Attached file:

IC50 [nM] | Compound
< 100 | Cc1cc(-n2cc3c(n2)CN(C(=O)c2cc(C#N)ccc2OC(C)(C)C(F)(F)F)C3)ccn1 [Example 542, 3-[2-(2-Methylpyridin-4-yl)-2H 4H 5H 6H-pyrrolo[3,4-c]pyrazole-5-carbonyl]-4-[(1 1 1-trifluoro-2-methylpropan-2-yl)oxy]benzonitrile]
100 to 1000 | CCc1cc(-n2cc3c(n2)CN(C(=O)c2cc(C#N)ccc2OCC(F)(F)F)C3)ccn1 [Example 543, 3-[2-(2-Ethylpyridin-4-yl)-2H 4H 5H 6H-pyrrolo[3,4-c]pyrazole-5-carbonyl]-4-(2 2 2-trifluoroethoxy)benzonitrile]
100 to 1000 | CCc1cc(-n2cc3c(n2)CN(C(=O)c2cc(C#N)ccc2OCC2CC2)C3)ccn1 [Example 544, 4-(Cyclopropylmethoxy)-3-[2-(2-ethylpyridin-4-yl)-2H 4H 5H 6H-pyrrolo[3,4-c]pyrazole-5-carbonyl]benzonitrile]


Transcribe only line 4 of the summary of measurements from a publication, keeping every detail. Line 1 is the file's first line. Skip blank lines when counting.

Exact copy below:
100 to 1000 | CCc1cc(-n2cc3c(n2)CN(C(=O)c2cc(C#N)ccc2OCC2CC2)C3)ccn1 [Example 544, 4-(Cyclopropylmethoxy)-3-[2-(2-ethylpyridin-4-yl)-2H 4H 5H 6H-pyrrolo[3,4-c]pyrazole-5-carbonyl]benzonitrile]